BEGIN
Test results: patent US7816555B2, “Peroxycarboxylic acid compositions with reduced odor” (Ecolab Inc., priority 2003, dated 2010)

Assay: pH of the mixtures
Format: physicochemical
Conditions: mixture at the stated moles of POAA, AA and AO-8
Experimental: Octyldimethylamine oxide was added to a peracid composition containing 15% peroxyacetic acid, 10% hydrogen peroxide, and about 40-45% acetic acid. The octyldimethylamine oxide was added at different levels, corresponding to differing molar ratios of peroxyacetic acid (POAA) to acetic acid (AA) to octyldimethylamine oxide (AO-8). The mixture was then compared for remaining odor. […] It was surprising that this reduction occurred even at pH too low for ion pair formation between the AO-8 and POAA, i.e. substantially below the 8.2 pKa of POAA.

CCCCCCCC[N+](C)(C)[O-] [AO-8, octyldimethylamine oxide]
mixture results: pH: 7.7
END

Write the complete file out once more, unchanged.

Test results: patent US7816555B2, “Peroxycarboxylic acid compositions with reduced odor” (Ecolab Inc., priority 2003, dated 2010)

Assay: pH of the mixtures
Format: physicochemical
Conditions: mixture at the stated moles of POAA, AA and AO-8
Experimental: Octyldimethylamine oxide was added to a peracid composition containing 15% peroxyacetic acid, 10% hydrogen peroxide, and about 40-45% acetic acid. The octyldimethylamine oxide was added at different levels, corresponding to differing molar ratios of peroxyacetic acid (POAA) to acetic acid (AA) to octyldimethylamine oxide (AO-8). The mixture was then compared for remaining odor. […] It was surprising that this reduction occurred even at pH too low for ion pair formation between the AO-8 and POAA, i.e. substantially below the 8.2 pKa of POAA.

CCCCCCCC[N+](C)(C)[O-] [AO-8, octyldimethylamine oxide]
mixture results: pH: 7.7